Learn more about gas catalytic IR technology, applications and benefits
Gas catalytic infrared emitters convert natural gas or propane into medium to long wave infrared by using a special platinum catalyst. The only by-products are water and carbon dioxide.
This flameless catalytic reaction produces controllable surface temperatures of the emitters between 175°C and 480°C. The radiation intensity can be varied infinitely between 20% - 100% of the available output.
Infrared heat transfers energy and generates heat where it is needed. PLC controlled infrared ovens are precisely designed to match the thermal process application. This saves energy, improves process stability and increases capacity and quality. The process time can be reduced by up to 66% and the required space by up to 50% when compared to conventional systems.
For which processes is gas catalytic infrared suitable?
The emitted radiation is in the range 3.5 to 5.5 microns and thus exactly matches the absorption spectrum of powder coatings and water.Gas catalytic IR heat is ideal for several processes: Coating of heat-sensitive substrates such as MDF, powder coating metallic and non-metallic substrates, drying processes for example lacquer, food, leather and thermoforming of plastics.The gas catalytic panels are available in standard sizes that can be combined to create large or small ovens depending on the application. Each system can be split into any number of individual PLC controlled zones for precise process control.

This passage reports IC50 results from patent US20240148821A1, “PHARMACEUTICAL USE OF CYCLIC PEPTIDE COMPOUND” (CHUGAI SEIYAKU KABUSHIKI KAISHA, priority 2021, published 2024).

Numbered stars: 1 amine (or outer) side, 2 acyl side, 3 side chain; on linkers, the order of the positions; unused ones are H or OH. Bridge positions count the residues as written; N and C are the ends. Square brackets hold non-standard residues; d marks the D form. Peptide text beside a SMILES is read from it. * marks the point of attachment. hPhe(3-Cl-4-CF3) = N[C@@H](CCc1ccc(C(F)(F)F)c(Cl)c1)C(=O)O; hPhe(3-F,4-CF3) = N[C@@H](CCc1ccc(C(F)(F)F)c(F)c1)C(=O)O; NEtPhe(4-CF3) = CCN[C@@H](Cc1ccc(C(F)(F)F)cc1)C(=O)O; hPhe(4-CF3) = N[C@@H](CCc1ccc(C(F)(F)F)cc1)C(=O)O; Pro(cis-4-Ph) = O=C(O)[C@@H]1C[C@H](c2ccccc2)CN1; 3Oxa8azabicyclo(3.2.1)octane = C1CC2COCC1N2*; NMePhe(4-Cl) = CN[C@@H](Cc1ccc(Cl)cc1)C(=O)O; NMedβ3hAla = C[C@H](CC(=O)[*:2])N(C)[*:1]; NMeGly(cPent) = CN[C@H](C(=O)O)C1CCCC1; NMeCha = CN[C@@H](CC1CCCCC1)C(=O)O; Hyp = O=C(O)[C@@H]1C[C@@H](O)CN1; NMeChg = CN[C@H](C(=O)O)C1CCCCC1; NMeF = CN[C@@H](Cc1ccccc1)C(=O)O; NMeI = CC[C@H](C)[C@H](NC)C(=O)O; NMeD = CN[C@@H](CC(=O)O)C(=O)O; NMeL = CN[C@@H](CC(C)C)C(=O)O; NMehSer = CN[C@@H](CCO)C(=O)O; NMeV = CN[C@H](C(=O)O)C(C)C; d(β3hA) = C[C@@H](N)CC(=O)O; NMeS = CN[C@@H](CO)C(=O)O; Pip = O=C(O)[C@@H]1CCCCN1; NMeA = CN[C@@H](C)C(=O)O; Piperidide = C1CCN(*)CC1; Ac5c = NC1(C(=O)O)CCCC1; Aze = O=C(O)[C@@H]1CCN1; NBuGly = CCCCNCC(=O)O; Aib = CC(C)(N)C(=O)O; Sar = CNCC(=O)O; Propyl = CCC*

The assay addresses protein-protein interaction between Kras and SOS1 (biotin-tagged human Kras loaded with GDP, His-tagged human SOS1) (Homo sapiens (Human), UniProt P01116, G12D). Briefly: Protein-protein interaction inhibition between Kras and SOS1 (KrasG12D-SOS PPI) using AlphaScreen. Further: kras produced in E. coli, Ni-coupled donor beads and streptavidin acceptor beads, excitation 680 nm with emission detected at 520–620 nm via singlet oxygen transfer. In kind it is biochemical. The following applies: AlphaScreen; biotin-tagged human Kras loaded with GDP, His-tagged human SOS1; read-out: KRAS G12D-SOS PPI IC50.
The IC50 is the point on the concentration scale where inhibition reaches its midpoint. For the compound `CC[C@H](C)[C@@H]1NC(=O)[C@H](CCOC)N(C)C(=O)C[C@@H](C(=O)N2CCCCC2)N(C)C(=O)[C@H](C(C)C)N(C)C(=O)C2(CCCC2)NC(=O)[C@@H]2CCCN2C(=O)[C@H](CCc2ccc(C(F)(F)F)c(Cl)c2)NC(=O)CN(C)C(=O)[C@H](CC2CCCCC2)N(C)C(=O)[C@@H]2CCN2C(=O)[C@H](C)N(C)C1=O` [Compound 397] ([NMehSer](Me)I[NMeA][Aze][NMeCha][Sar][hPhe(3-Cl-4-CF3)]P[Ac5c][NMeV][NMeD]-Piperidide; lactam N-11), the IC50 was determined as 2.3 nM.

Electric IR or gas catalytic IR – which one is better?
Whether electric or gas catalytic infrared systems, both technologies offer advantages - if they fit the product and process exactly:
Gas catalytic infrared panels: - homogeneous radiation distribution leads to uniform heating of large areas - long wave infrared radiation for surfaces and heat-sensitive substrates - reliable, robust heat sources
Gas catalytic infrared systems are particularly efficient in continuous operation, in gelling and curing of powder coating or where diffuse, widely distributed heat is required.
Electric infrared systems are particularly advantageous where a lot of heat is needed in a short time. The same is true for short cycle applications, for water-based coating systems or where sensitive substrates require a well-controlled heat source.
The application specialists at Heraeus Noblelight can also offer hybrid solutions that combine the advantages of both infrared technologies.
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